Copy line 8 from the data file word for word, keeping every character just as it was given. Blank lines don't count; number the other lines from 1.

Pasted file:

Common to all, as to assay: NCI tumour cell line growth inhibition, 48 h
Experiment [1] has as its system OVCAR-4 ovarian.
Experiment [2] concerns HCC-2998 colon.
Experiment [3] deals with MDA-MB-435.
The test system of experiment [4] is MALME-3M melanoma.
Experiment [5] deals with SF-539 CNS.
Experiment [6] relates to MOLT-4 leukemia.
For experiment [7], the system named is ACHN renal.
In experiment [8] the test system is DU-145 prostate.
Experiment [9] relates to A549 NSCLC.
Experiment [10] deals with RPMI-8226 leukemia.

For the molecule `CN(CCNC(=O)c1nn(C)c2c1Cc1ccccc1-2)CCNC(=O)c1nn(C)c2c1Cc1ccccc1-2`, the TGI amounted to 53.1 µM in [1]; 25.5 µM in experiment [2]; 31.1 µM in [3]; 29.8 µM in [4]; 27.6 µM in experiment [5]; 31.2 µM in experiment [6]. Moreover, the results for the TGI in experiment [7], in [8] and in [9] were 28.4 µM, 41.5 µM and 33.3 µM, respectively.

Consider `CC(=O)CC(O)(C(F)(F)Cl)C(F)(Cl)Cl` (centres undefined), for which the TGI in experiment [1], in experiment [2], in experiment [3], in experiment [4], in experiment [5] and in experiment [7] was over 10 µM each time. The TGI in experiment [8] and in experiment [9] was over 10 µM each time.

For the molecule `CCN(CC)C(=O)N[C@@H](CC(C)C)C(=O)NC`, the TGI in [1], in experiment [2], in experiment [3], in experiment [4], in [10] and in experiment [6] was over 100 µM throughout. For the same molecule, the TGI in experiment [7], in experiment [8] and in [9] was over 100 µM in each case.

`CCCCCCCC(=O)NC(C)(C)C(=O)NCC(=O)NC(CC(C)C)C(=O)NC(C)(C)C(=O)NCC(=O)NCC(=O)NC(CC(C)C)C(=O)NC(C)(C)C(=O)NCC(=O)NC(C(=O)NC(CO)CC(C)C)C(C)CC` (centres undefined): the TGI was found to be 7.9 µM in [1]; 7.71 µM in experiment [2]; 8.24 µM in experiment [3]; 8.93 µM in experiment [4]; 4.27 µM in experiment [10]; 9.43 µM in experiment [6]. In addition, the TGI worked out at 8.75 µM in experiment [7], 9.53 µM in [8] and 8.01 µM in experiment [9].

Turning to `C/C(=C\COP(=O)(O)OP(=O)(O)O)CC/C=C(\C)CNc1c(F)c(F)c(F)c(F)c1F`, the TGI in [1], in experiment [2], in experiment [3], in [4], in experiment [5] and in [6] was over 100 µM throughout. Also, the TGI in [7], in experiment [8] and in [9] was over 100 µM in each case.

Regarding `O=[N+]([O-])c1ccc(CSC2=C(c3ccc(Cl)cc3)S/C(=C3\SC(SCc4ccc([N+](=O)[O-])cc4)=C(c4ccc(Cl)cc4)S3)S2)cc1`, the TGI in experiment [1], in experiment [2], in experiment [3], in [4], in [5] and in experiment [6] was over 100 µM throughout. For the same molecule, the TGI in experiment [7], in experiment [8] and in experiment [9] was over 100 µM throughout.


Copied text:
For experiment [7], the system named is ACHN renal.